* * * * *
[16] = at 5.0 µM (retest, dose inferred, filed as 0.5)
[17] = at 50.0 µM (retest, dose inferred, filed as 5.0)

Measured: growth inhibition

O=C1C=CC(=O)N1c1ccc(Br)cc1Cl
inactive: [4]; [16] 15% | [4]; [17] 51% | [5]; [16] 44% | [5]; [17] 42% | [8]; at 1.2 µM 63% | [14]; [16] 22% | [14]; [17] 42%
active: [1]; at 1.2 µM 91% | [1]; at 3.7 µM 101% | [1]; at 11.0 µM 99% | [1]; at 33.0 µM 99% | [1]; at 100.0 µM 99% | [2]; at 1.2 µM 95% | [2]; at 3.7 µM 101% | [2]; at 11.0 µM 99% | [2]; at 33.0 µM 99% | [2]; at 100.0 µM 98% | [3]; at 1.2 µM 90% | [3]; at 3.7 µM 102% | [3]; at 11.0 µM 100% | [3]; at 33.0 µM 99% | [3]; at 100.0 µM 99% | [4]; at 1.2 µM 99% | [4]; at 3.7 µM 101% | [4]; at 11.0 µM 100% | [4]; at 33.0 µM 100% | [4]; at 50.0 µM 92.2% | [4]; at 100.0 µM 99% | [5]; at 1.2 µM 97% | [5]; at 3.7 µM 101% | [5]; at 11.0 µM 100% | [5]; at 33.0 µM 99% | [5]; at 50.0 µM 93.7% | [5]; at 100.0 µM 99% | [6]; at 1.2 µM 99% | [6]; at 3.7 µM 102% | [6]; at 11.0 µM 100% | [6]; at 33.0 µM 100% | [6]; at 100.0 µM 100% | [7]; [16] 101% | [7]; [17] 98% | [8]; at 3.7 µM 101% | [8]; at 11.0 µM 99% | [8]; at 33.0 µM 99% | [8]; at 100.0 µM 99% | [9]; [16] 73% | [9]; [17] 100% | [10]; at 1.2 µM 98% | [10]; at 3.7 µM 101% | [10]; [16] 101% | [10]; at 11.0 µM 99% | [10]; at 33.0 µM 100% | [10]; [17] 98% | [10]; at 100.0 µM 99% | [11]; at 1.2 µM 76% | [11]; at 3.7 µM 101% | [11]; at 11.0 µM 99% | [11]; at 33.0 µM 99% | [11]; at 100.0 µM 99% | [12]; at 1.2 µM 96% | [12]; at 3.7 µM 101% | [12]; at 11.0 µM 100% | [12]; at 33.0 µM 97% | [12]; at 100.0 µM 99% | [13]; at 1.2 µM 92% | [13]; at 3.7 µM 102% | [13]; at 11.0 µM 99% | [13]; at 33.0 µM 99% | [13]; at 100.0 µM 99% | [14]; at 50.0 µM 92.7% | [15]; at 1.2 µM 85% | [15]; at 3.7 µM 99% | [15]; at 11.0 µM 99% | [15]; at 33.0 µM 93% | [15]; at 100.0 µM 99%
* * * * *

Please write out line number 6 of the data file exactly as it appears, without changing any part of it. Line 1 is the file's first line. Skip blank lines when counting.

active: [1]; at 1.2 µM 91% | [1]; at 3.7 µM 101% | [1]; at 11.0 µM 99% | [1]; at 33.0 µM 99% | [1]; at 100.0 µM 99% | [2]; at 1.2 µM 95% | [2]; at 3.7 µM 101% | [2]; at 11.0 µM 99% | [2]; at 33.0 µM 99% | [2]; at 100.0 µM 98% | [3]; at 1.2 µM 90% | [3]; at 3.7 µM 102% | [3]; at 11.0 µM 100% | [3]; at 33.0 µM 99% | [3]; at 100.0 µM 99% | [4]; at 1.2 µM 99% | [4]; at 3.7 µM 101% | [4]; at 11.0 µM 100% | [4]; at 33.0 µM 100% | [4]; at 50.0 µM 92.2% | [4]; at 100.0 µM 99% | [5]; at 1.2 µM 97% | [5]; at 3.7 µM 101% | [5]; at 11.0 µM 100% | [5]; at 33.0 µM 99% | [5]; at 50.0 µM 93.7% | [5]; at 100.0 µM 99% | [6]; at 1.2 µM 99% | [6]; at 3.7 µM 102% | [6]; at 11.0 µM 100% | [6]; at 33.0 µM 100% | [6]; at 100.0 µM 100% | [7]; [16] 101% | [7]; [17] 98% | [8]; at 3.7 µM 101% | [8]; at 11.0 µM 99% | [8]; at 33.0 µM 99% | [8]; at 100.0 µM 99% | [9]; [16] 73% | [9]; [17] 100% | [10]; at 1.2 µM 98% | [10]; at 3.7 µM 101% | [10]; [16] 101% | [10]; at 11.0 µM 99% | [10]; at 33.0 µM 100% | [10]; [17] 98% | [10]; at 100.0 µM 99% | [11]; at 1.2 µM 76% | [11]; at 3.7 µM 101% | [11]; at 11.0 µM 99% | [11]; at 33.0 µM 99% | [11]; at 100.0 µM 99% | [12]; at 1.2 µM 96% | [12]; at 3.7 µM 101% | [12]; at 11.0 µM 100% | [12]; at 33.0 µM 97% | [12]; at 100.0 µM 99% | [13]; at 1.2 µM 92% | [13]; at 3.7 µM 102% | [13]; at 11.0 µM 99% | [13]; at 33.0 µM 99% | [13]; at 100.0 µM 99% | [14]; at 50.0 µM 92.7% | [15]; at 1.2 µM 85% | [15]; at 3.7 µM 99% | [15]; at 11.0 µM 99% | [15]; at 33.0 µM 93% | [15]; at 100.0 µM 99%